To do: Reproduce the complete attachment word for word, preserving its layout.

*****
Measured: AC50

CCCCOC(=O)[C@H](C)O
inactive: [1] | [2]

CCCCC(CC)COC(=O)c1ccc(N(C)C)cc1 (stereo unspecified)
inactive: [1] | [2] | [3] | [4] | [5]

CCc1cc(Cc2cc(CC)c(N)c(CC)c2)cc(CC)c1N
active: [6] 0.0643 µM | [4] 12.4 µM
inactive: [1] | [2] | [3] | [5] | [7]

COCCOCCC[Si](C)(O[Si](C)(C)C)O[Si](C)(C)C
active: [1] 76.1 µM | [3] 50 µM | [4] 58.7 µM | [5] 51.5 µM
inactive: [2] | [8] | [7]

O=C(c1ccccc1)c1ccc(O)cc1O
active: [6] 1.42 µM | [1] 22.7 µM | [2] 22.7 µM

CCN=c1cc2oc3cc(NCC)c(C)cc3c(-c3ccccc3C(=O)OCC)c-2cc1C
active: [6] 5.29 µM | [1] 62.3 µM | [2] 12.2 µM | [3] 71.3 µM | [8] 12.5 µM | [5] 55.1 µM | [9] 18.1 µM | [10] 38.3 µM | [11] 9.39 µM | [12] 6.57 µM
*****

Measured: AC50

CCCCOC(=O)[C@H](C)O
inactive: [1] | [2]

CCCCC(CC)COC(=O)c1ccc(N(C)C)cc1 (stereo unspecified)
inactive: [1] | [2] | [3] | [4] | [5]

CCc1cc(Cc2cc(CC)c(N)c(CC)c2)cc(CC)c1N
active: [6] 0.0643 µM | [4] 12.4 µM
inactive: [1] | [2] | [3] | [5] | [7]

COCCOCCC[Si](C)(O[Si](C)(C)C)O[Si](C)(C)C
active: [1] 76.1 µM | [3] 50 µM | [4] 58.7 µM | [5] 51.5 µM
inactive: [2] | [8] | [7]

O=C(c1ccccc1)c1ccc(O)cc1O
active: [6] 1.42 µM | [1] 22.7 µM | [2] 22.7 µM

CCN=c1cc2oc3cc(NCC)c(C)cc3c(-c3ccccc3C(=O)OCC)c-2cc1C
active: [6] 5.29 µM | [1] 62.3 µM | [2] 12.2 µM | [3] 71.3 µM | [8] 12.5 µM | [5] 55.1 µM | [9] 18.1 µM | [10] 38.3 µM | [11] 9.39 µM | [12] 6.57 µM